Builder expectations for market-rate apartment units improved in the fourth quarter, as developers forecast growing demand for rentals following the condo construction and conversion exuberance of recent years, the National Association of Home Builders (NAHB) reported.
According to the latest results of the NAHB’s Multifamily Rental Market Index (MRMI), the index level reflecting builder expectations for market-rate rental starts is 69.5 — nearly 18 points higher than 2005’s fourth-quarter index. The scale for this index is from 0 to 100, with a rating of 50 generally indicating that the number of positive responses is about the same as the number of negative responses.
“We are forecasting that the rental and for-sale sectors of the multifamily market will rebalance during the next two years, with about one-third of multifamily starts representing condos and nearly two-thirds representing rentals by the end of 2007,” said David Seiders, NAHB’s chief economist, in a statement. “Last year, the for-sale market had grown to represent nearly half of all multifamily starts, a record share, and a correction now is underway.”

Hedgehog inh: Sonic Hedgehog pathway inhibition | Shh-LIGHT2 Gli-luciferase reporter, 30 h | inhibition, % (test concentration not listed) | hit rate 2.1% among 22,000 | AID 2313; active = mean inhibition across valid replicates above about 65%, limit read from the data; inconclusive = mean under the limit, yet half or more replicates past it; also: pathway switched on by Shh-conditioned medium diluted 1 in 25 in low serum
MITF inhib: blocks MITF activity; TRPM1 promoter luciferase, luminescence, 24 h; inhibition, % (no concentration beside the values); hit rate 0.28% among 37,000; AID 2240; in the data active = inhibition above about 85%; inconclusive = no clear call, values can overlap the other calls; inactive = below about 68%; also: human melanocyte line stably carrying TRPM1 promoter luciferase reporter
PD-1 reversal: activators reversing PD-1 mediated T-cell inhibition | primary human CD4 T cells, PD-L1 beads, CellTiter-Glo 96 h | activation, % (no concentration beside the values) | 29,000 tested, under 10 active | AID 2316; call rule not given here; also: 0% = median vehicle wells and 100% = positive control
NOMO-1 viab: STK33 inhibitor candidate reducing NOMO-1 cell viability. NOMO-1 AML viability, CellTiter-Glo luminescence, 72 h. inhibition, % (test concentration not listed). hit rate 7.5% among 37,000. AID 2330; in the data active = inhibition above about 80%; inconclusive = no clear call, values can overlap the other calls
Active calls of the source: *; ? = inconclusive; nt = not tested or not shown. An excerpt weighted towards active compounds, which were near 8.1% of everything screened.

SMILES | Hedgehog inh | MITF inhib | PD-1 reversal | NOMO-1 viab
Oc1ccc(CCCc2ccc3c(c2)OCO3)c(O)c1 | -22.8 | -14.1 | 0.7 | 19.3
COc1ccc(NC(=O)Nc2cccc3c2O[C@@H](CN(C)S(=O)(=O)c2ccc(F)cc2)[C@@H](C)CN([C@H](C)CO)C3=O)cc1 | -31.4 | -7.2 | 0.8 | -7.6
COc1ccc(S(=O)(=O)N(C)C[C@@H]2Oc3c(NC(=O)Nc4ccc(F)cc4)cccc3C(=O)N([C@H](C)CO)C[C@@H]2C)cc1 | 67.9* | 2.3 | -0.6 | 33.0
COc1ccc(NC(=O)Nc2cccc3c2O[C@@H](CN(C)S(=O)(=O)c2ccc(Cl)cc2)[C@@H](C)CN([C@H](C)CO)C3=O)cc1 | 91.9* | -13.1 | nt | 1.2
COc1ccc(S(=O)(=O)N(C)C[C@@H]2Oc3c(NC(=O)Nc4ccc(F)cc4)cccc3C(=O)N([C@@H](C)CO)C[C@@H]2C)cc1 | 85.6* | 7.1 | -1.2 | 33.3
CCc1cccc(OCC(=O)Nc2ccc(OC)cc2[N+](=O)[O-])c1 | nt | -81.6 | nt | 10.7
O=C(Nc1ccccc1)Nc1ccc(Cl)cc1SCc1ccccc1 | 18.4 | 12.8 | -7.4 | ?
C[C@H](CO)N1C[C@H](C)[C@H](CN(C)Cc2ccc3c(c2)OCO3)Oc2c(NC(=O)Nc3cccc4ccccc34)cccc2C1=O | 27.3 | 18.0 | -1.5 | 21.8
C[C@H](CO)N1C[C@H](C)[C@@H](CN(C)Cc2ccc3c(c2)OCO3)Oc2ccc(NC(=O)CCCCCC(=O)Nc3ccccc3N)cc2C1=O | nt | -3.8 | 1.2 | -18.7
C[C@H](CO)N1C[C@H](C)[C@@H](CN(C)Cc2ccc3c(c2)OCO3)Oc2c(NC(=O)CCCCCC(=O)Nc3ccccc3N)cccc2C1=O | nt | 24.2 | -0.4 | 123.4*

Builders expect a slightly higher level of low-rent starts as well, perhaps reflecting the improved congressional climate for funding affordable housing.
The occupancy components of the MRMI are still strong, standing at 59.2 during the fourth quarter for luxury (class A) apartments, 55.1 for moderately priced (class B) and 58.6 for lower-rent (class C) apartments. The occupancy components for better-quality apartments were down slightly on a year-over-year basis, possibly reflecting increases in supply, due to recent conversions to rentals from the condo market. Respondents report that the rental vacancy rates are up, rental units are remaining empty for longer periods of time, and rents have dropped slightly since late 2005.
When asked about their expectations for rental occupancy over the next six months, multifamily builders and developers expressed optimism, posting MRMI index numbers of 68.4, 64.1 and 65.3 for class A, B and C apartments, respectively. The volume of calls from prospective renters rose from a fourth-quarter-2005 level of 54 to a level of 58.8 in the fourth quarter of 2006.